PNG’s 2019 Budget – Loss of Fiscal Discipline

This is the first of a series of articles that analyses the 2019 budget primarily through its numbers rather than its words.


The 2019 PNG Budget moves away from fiscal discipline, and potentially towards yet another boom/bust cycle for PNG. The 21 per cent increase in expenditure from 2017 is risky and depends on high oil prices and GDP growth rates. The fiscal anchor for 2019 has been severely breached due to spending almost all of the K1 billion bonus from higher oil prices – this is probably illegal under PNG’s Fiscal Responsibility Act. The sudden reversal in fiscal policy towards a loose setting is probably the major short-term policy concern from the 2019 Budget.


The 2019 Budget Strategy released on 29 August indicated expenditure in 2019 was expected to be K14,955.6 million. This was a modest increase from the expected expenditure in 2018 of K14,718 million.

On 13 November, the 2019 Budget was for expenditure in 2019 of K16,133.5 million, an increase of K1,415.6 million or 9.6 per cent in the course of just under 3 months. One would have hoped that the usual reasons for expenditure growth between years had been fully built into the 2019 Budget Strategy (payment of any wage increases, plans for the Medium Term Development Plan which is entirely based on the 2019 Budget Strategy). The quality of this extra K1.4 billion in expenditure may need close scrutiny.

There has been a significant reversal in fiscal policy. There was a major reduction in budget expenditure from K15,454.1 million in 2014 (actual) down to K13,319.7 million (actual) in 2017. In nominal terms, this has now been entirely reversed with 2019 budgeted expenditure of K16,133.5 million – representing an increase since 2017 of 2,813.8 million or 21.1% (a future article on the sectoral composition will analyse the pattern of expenditure changes).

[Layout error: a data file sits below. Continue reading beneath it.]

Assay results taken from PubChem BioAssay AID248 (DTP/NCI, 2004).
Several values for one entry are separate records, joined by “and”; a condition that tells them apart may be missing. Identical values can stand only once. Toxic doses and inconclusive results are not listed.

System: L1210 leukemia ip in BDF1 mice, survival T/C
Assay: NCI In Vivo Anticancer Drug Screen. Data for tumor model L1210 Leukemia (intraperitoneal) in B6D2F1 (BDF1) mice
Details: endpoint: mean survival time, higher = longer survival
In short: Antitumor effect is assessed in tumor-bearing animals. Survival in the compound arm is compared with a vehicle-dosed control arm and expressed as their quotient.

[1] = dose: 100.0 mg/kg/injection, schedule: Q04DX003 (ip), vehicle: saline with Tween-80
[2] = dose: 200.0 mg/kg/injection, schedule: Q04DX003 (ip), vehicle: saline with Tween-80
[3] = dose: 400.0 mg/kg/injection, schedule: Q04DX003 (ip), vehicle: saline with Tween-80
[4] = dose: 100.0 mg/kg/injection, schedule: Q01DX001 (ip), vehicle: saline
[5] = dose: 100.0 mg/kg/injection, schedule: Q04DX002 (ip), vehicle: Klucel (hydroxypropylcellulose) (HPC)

This represents a significant loosening in fiscal policy. Indeed, beyond these nominal changes in expenditure, the 2019 Budget Strategy estimated that the deficit would be K442 million in 2019 or 0.7% of non-resource GDP. Instead, the 2019 Budget lifted this deficit to K1,743 million or 2.7% – an increase of K1,301 million. Given the high non-resource primary deficits from 2016 to 2019 (specifically, -4.6%, -1.7%, -2.2% and -2.7%), it is virtually impossible to reach an average zero balance in the medium term, especially given current directions in fiscal policy. This would be a breach of PNG’s Fiscal Responsibility Act agreed by Parliament in only September 2017.

This is a very different fiscal story than the one included in the 2019 Budget Speech.

The fiscal expansion and loosening of fiscal policy is the key short-term policy concern of the 2019 Budget.

Specifically, although the traditional PNG budget deficit slightly decreased, PNG agreed as part of its 26 October budget support loan from the World Bank that it would use a new fiscal deficit measure – the non-resource primary balance. Legislation was passed in the PNG Parliament in September 2017 to make this the new fiscal measure, indicating that it should average zero over the medium-term. This was the first condition for the $US150 million in budget support from the World Bank (called “Prior Action 1”). Changing the legislation and incorporating this measure as the key for its Medium-Term Fiscal Strategy was the key condition for releasing the first tranche of World Bank budget support. Current figures indicate that PNG will not receive the second release of the budget support assistance.

Extracts from the World Bank documentation (page 22) dated 26 September 2018 go into detail below.

The extra revenue derived in 2018 flowed mainly from high oil and gas prices. It is unclear how long these will continue. Going forward, the revenue estimates are based on very high GDP growth rates. A future analysis will look at the GDP figures. On balance, there is a distinct risk that PNG is heading back into a boom/bust budget cycle.